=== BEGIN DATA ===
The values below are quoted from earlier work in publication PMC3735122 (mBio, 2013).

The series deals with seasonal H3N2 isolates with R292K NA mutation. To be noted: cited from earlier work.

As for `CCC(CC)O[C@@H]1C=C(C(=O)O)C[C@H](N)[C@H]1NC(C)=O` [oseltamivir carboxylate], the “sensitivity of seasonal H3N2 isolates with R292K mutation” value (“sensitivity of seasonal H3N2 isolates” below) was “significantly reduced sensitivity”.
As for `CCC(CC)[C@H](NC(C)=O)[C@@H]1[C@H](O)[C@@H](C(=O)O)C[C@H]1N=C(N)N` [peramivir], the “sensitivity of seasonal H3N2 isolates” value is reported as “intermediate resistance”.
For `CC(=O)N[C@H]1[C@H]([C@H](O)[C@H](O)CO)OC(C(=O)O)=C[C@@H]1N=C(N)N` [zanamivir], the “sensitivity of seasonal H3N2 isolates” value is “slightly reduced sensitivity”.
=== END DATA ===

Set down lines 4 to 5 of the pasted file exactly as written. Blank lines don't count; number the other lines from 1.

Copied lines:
As for `CCC(CC)[C@H](NC(C)=O)[C@@H]1[C@H](O)[C@@H](C(=O)O)C[C@H]1N=C(N)N` [peramivir], the “sensitivity of seasonal H3N2 isolates” value is reported as “intermediate resistance”.
For `CC(=O)N[C@H]1[C@H]([C@H](O)[C@H](O)CO)OC(C(=O)O)=C[C@@H]1N=C(N)N` [zanamivir], the “sensitivity of seasonal H3N2 isolates” value is “slightly reduced sensitivity”.